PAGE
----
This is the next post in our series on the handling of Peoria, Illinois car accident cases. My previous post discussed what to expect if an auto wreck case is not settled and proceeds to trial. The litigation process can seem overwhelming. Depending upon the number of defendants, the nature of the victim’s injuries and damages, and the facts of each case, trials often involve complicated legal theories and evidence. An attorney with experience in such matters will understand how best to communicate such issues to the jury in an understandable and effective way while also complying with the strict rules of procedure and evidence. It is important, therefore, to select a personal injury attorney with the necessary trial practice skills. In this article, we will discuss how damages are calculated in car accident cases. If you or a loved one have been injured in a crash, contact my office to schedule a consultation.
Individuals who suffer damages as a result of a car accident caused by another person are entitled to compensation from the responsible party for their damages. Damages may include a variety of elements, including but not limited to past and future lost wages and medical bills for treatment already provided and for additional anticipated treatment. Depending upon the severity of the injuries, it may be difficult to quantify these amounts immediately following the accident. In some cases, expert witnesses such as physicians, physical therapists, economists, and vocational specialists may be required to ascertain the total amount lost. Furthermore, a victim’s family members may be entitled to recover damages to the extent they have been impacted by the event. Loss of companionship, emotional distress, or costs associated with ongoing caregiving may be included in some cases.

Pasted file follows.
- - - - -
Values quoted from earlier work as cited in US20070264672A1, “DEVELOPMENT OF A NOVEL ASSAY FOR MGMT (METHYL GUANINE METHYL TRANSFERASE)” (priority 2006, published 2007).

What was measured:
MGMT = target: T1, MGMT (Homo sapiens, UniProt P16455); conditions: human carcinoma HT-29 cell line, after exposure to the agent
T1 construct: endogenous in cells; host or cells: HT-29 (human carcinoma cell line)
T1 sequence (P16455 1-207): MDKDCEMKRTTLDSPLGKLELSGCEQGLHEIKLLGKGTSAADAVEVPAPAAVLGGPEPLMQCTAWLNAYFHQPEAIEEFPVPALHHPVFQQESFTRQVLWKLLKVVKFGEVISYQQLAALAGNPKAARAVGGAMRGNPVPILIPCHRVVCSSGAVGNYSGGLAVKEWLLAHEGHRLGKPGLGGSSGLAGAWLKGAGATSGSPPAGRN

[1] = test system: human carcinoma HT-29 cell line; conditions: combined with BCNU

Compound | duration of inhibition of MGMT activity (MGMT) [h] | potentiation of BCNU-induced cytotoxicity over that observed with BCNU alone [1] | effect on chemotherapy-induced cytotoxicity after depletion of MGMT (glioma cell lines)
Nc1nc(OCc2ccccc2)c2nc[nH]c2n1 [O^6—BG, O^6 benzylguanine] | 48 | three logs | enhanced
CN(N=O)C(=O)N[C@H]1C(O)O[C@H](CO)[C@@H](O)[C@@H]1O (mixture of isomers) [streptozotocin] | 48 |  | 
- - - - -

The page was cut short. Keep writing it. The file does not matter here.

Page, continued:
Consider the following example. A young father suffers a spinal cord injury in a car accident and is permanently paralyzed as a result, losing the use of his limbs. Prior to the crash, he was employed as a foreman at a manufacturing plant and was training to become a plant manager. As a result of the accident, his physicians and a vocational specialist have determined that he will no longer be able to work. To calculate his damages, an economist reviews his compensation at the time of the accident and extrapolates the amount of wages he would have earned over the course of his career had the accident not occurred. If he were able to work in another field, such amounts may be subtracted from the future lost wages. Given the severity of his injuries, the young man’s bills for his immediate medical care are extensive, which are included in the damage calculations. More difficult to understand, however, are the potential expenses for future treatments. An expert in the treatment of such injuries estimates that he will require specialized medical equipment throughout this life, several more surgeries, ongoing physical therapy, and more. The costs of these future medical needs will also be included in the damage calculation. In light of the extreme reduction in the victim’s quality of life and ongoing physical pain as a result of the accident, he may also be entitled to recover damages for his pain and suffering.
My office has experience representing victims and their families in serious injury cases related to car accidents and I am ready to assist you. Contact our Peoria, Illinois office to speak with an attorney. I also serve clients in the Illinois cities of Bloomington, Eureka, Galesburg, Morton, Normal, Pekin, Springfield, and Washington.